The Role Of CDM Co-Ordinators


What is a CDM Co-Ordinator and What do they do?

The acronym CDM, that came into our consciousness in 2007 with the introduction of the Construction (Design and Management) Regulations, is now a central feature of any reasonable-sized building or renovation project.

CDM replaces the old Planning Supervisors as those responsible for health and safety on a project, with the new role of CDM Co-ordinators. The CDM principles must be applied to all jobs, but only those of a certain size need be officially notified to HSE.

Notifable Projects are those that are expected to run in excess of 30 days or 500 man-days. Because the CDM obligations on clients begin at a very early planning stage, it is vital to appoint a CDM Co-ordinator as soon as possible, certainly no later than the finalisation of the overall design and before the detailed design work begins. It is highly advisable to seek an outside firm of Health and Safety Consultants who specialize in CDM to carry out the Co-ordinator role, as it is demanding, time-consuming and requires specialist skills.

In essence, the CDM Co-ordinator’s role is to ensure that the general principles of risk prevention are applied by all parties who contribute to a project. He or she is an essential project adviser to the client and acts as a conduit whereby information flows between client, designer and contractors.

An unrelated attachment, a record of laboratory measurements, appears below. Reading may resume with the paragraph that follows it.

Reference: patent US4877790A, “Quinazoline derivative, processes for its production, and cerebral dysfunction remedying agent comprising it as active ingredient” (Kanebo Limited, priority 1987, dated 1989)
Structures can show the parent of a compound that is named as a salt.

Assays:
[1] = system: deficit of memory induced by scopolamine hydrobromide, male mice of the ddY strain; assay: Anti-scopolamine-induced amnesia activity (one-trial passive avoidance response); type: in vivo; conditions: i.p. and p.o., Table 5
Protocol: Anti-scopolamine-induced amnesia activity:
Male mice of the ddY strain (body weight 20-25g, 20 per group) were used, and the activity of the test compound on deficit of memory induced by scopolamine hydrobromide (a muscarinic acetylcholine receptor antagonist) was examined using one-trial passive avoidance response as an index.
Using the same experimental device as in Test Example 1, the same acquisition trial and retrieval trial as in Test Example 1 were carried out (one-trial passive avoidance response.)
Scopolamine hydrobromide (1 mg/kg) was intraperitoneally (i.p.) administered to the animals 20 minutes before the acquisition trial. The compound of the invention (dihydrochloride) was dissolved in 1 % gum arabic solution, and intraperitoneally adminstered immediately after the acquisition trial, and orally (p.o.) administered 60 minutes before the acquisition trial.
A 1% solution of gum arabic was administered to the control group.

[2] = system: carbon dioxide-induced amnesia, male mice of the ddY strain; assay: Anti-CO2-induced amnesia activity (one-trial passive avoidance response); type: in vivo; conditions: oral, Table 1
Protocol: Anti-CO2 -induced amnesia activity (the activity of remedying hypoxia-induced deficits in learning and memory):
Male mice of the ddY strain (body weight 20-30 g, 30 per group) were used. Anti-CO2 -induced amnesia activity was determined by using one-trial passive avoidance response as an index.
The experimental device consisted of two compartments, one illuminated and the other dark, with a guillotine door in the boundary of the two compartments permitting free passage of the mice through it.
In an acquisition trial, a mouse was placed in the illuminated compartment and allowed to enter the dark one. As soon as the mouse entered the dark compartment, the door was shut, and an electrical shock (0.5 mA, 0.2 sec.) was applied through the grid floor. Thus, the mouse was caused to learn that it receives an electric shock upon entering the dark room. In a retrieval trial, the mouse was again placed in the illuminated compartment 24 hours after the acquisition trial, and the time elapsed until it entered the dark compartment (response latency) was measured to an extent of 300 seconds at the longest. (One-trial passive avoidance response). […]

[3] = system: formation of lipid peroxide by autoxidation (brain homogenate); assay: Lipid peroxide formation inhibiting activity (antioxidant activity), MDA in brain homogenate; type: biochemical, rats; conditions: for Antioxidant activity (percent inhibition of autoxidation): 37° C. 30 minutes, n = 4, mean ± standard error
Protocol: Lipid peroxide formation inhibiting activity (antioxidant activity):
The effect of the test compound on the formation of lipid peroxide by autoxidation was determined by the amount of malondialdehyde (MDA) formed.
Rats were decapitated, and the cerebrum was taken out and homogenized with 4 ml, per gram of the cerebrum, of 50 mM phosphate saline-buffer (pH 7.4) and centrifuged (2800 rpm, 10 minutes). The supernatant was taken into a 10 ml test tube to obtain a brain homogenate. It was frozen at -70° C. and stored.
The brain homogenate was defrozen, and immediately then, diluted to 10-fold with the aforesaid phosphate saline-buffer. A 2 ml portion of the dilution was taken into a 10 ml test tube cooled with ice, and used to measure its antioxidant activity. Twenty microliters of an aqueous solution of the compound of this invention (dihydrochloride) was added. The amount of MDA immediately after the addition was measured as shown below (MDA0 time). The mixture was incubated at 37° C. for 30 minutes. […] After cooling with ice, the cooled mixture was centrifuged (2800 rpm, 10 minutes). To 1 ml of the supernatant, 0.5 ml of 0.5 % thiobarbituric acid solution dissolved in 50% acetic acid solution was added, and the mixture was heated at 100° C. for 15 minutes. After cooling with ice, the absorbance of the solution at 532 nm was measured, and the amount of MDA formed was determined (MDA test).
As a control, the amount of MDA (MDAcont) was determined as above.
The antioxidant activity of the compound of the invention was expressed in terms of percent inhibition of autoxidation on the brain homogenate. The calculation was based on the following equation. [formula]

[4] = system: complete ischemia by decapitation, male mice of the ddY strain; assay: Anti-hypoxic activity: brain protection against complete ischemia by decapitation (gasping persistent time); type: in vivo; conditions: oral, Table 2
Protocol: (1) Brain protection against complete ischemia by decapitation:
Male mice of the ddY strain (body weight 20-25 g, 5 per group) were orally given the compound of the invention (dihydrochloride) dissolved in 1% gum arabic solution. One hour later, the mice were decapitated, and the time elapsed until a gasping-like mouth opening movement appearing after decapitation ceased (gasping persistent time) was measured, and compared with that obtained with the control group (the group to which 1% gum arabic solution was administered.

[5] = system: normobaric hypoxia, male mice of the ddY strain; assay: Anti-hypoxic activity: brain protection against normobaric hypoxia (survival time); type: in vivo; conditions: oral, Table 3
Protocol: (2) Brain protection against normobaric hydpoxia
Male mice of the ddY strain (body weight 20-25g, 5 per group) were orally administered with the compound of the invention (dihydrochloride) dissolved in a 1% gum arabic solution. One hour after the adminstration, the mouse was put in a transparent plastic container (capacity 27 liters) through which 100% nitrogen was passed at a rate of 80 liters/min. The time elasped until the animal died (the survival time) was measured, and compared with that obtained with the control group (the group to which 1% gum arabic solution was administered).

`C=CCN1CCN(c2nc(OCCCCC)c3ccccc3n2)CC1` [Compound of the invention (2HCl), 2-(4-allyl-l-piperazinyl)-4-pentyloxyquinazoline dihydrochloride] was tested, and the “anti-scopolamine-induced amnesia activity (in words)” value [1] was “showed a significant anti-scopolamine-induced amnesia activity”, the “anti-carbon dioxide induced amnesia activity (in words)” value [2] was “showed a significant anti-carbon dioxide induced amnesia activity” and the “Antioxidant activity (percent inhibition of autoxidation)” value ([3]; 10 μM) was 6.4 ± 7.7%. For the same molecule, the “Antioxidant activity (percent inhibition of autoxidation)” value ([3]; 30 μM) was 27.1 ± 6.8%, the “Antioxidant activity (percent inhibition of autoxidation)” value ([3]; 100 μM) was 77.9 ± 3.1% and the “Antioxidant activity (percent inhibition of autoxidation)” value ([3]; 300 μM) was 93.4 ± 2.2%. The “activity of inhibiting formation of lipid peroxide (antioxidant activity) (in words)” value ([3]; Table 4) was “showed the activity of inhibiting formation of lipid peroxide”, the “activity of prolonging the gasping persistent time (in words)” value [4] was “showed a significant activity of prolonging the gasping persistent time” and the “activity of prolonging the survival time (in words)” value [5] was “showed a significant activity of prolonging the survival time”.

The work starts with the collection of Pre-construction information, and at this stage the CDM-Co-ordinator must ensure that the design complies with CDM principles by avoiding foreseeable risks and taking into account construction safety.

The Principal Contractor selected by the client must prepare a Health and Safety Plan. Clearly it is important that this contractor is appointed early enough to work with the designer and CDM Co-ordinator to have an input into the buildability and safety of the intended design.

The subsequent creation and maintenance of a Health and Safety File is one of the CDM Co-ordinator’s roles. It is an essential document in terms of reducing the risks of all activities within the works, and a copy of it must go to anyone working on the project. The file will be passed to the client upon completion.

So throughout the job, the CDM Co-ordinator should be an independent person, not reporting to or paid by any one supplier, but someone who is free to co-ordinate the parties involved and to advise on (and criticize where necessary) the designs. The Co-ordinator should be able to advise the client on whether the management of the project is adequate in terms of the health, safety and welfare of all those involved.

Although the role is principally about the design phase, there is in nearly every project an element of change as it progresses, and good CDM consultants

will make sure that design changes do not adversely affect construction safety. They will also assess and advise on temporary structures like scaffolding, towers and formwork.

If you are a client about to embark on a project, you may be reassured that HSE does not expect you to know everything there is to know about the actual work involved. But they will expect you to employ people who do. And that is where the services of an expert firm of Health and Safety consultants such as McCormack Benson Health & Safety come in. MBHS provide you with dedicated CDM Co-ordinators who can carry out this key role with independence, authority and with your interests at heart.